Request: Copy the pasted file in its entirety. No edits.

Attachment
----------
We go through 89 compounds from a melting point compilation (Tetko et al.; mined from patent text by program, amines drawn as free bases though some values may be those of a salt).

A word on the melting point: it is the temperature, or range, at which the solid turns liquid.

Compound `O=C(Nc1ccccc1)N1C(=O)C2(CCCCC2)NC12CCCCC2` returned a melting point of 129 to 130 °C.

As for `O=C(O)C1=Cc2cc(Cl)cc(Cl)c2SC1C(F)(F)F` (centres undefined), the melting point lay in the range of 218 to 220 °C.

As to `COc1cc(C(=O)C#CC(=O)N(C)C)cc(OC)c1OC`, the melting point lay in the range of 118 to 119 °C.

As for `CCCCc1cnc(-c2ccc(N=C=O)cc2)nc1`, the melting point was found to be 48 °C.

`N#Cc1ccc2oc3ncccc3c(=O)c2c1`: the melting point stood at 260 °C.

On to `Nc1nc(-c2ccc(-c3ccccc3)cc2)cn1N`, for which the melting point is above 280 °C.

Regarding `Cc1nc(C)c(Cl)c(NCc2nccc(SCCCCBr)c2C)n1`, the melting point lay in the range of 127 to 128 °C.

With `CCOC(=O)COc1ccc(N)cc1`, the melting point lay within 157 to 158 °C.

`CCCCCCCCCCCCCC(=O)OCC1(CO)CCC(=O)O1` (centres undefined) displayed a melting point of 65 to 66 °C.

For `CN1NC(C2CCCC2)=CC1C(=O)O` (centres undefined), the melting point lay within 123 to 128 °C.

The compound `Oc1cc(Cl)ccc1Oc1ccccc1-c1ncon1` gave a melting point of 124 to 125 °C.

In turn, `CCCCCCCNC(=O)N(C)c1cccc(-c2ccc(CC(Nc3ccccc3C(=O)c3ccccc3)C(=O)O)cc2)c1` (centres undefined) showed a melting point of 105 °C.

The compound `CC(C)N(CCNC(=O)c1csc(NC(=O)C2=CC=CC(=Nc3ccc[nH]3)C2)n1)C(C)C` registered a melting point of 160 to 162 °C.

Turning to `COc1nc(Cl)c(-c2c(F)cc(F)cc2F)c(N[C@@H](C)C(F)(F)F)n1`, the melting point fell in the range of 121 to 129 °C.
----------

We go through 89 compounds from a melting point compilation (Tetko et al.; mined from patent text by program, amines drawn as free bases though some values may be those of a salt).

A word on the melting point: it is the temperature, or range, at which the solid turns liquid.

Compound `O=C(Nc1ccccc1)N1C(=O)C2(CCCCC2)NC12CCCCC2` returned a melting point of 129 to 130 °C.

As for `O=C(O)C1=Cc2cc(Cl)cc(Cl)c2SC1C(F)(F)F` (centres undefined), the melting point lay in the range of 218 to 220 °C.

As to `COc1cc(C(=O)C#CC(=O)N(C)C)cc(OC)c1OC`, the melting point lay in the range of 118 to 119 °C.

As for `CCCCc1cnc(-c2ccc(N=C=O)cc2)nc1`, the melting point was found to be 48 °C.

`N#Cc1ccc2oc3ncccc3c(=O)c2c1`: the melting point stood at 260 °C.

On to `Nc1nc(-c2ccc(-c3ccccc3)cc2)cn1N`, for which the melting point is above 280 °C.

Regarding `Cc1nc(C)c(Cl)c(NCc2nccc(SCCCCBr)c2C)n1`, the melting point lay in the range of 127 to 128 °C.

With `CCOC(=O)COc1ccc(N)cc1`, the melting point lay within 157 to 158 °C.

`CCCCCCCCCCCCCC(=O)OCC1(CO)CCC(=O)O1` (centres undefined) displayed a melting point of 65 to 66 °C.

For `CN1NC(C2CCCC2)=CC1C(=O)O` (centres undefined), the melting point lay within 123 to 128 °C.

The compound `Oc1cc(Cl)ccc1Oc1ccccc1-c1ncon1` gave a melting point of 124 to 125 °C.

In turn, `CCCCCCCNC(=O)N(C)c1cccc(-c2ccc(CC(Nc3ccccc3C(=O)c3ccccc3)C(=O)O)cc2)c1` (centres undefined) showed a melting point of 105 °C.

The compound `CC(C)N(CCNC(=O)c1csc(NC(=O)C2=CC=CC(=Nc3ccc[nH]3)C2)n1)C(C)C` registered a melting point of 160 to 162 °C.

Turning to `COc1nc(Cl)c(-c2c(F)cc(F)cc2F)c(N[C@@H](C)C(F)(F)F)n1`, the melting point fell in the range of 121 to 129 °C.